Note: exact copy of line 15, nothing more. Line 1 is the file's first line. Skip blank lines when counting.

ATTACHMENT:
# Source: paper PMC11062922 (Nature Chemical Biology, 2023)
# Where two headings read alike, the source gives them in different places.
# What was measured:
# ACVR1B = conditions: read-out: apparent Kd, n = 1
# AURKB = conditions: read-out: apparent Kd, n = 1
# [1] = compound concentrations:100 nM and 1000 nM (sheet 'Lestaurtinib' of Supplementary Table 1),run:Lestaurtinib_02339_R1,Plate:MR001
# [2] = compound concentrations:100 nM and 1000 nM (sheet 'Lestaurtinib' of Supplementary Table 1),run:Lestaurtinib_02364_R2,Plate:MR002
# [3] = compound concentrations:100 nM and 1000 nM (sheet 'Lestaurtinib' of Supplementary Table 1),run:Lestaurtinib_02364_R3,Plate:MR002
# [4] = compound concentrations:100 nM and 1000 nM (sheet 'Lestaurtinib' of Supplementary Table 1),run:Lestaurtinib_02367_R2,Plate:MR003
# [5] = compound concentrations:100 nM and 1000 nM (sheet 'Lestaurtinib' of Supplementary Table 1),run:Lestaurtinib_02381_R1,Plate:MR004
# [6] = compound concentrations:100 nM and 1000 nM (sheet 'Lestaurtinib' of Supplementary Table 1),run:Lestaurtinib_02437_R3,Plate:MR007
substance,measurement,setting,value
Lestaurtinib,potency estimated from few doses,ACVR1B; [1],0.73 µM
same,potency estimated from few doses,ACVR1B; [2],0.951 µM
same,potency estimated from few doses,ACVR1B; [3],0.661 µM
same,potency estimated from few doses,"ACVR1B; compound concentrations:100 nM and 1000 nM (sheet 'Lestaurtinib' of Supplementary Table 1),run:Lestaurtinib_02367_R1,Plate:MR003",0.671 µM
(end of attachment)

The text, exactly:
same,potency estimated from few doses,ACVR1B; [3],0.661 µM